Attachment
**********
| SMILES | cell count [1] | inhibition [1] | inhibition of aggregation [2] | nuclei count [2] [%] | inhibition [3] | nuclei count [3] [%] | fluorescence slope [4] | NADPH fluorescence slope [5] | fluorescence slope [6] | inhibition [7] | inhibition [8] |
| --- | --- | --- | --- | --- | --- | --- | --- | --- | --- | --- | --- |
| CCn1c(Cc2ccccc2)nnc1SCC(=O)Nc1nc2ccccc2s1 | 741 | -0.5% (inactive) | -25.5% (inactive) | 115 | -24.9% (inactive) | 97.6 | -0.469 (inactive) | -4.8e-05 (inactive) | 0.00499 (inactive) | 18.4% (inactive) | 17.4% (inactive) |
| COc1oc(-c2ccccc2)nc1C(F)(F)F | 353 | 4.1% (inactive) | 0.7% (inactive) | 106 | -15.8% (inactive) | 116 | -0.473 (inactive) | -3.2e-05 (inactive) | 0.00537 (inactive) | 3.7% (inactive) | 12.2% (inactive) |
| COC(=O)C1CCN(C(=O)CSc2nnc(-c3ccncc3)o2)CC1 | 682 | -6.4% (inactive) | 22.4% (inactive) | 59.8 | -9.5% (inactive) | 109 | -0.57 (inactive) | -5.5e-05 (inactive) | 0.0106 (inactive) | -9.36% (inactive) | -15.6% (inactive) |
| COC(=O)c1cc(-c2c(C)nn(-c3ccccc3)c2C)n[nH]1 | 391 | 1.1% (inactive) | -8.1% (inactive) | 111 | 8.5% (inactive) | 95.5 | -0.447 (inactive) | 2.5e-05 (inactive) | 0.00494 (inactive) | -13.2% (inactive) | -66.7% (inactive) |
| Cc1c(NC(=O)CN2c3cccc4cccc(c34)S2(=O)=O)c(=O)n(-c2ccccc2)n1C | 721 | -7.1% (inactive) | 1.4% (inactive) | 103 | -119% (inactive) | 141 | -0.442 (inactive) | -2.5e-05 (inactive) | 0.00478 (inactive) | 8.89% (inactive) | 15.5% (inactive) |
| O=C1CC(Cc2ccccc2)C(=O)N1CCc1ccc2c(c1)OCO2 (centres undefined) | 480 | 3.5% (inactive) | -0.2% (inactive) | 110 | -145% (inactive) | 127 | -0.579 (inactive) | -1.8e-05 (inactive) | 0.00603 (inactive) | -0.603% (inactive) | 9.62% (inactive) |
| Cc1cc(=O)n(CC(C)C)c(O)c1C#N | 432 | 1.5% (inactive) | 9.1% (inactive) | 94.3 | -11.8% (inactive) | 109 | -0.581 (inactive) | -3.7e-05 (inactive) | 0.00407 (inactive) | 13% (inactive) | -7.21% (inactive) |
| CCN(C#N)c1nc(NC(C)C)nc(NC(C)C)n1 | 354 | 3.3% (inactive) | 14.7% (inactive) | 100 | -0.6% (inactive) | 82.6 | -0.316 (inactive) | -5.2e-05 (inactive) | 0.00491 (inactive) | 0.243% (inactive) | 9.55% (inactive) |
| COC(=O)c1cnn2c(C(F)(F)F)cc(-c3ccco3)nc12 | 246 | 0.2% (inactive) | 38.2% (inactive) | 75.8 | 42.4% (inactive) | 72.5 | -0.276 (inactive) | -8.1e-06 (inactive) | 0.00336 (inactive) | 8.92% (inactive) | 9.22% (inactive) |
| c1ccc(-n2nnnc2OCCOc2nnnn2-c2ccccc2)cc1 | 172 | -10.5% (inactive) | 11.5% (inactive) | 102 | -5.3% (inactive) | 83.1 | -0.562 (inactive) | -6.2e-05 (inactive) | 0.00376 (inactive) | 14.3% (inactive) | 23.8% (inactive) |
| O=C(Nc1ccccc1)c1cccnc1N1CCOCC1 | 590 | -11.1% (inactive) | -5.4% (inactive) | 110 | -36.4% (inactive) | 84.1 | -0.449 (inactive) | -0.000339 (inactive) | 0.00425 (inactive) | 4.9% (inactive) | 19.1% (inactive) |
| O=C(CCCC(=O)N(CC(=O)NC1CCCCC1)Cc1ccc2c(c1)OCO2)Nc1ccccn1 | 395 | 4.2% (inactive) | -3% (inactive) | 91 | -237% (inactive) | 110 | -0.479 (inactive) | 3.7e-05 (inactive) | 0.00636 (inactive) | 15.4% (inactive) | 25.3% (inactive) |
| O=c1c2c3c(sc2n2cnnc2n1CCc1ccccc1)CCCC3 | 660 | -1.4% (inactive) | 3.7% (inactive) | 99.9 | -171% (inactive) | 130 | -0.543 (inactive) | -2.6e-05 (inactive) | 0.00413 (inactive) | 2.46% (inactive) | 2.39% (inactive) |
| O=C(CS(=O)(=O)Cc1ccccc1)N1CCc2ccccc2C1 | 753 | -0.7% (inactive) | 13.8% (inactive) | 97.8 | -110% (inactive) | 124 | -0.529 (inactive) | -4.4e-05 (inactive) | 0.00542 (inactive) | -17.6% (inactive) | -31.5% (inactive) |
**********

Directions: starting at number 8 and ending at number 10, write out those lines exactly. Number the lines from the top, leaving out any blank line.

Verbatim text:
| O=C1CC(Cc2ccccc2)C(=O)N1CCc1ccc2c(c1)OCO2 (centres undefined) | 480 | 3.5% (inactive) | -0.2% (inactive) | 110 | -145% (inactive) | 127 | -0.579 (inactive) | -1.8e-05 (inactive) | 0.00603 (inactive) | -0.603% (inactive) | 9.62% (inactive) |
| Cc1cc(=O)n(CC(C)C)c(O)c1C#N | 432 | 1.5% (inactive) | 9.1% (inactive) | 94.3 | -11.8% (inactive) | 109 | -0.581 (inactive) | -3.7e-05 (inactive) | 0.00407 (inactive) | 13% (inactive) | -7.21% (inactive) |
| CCN(C#N)c1nc(NC(C)C)nc(NC(C)C)n1 | 354 | 3.3% (inactive) | 14.7% (inactive) | 100 | -0.6% (inactive) | 82.6 | -0.316 (inactive) | -5.2e-05 (inactive) | 0.00491 (inactive) | 0.243% (inactive) | 9.55% (inactive) |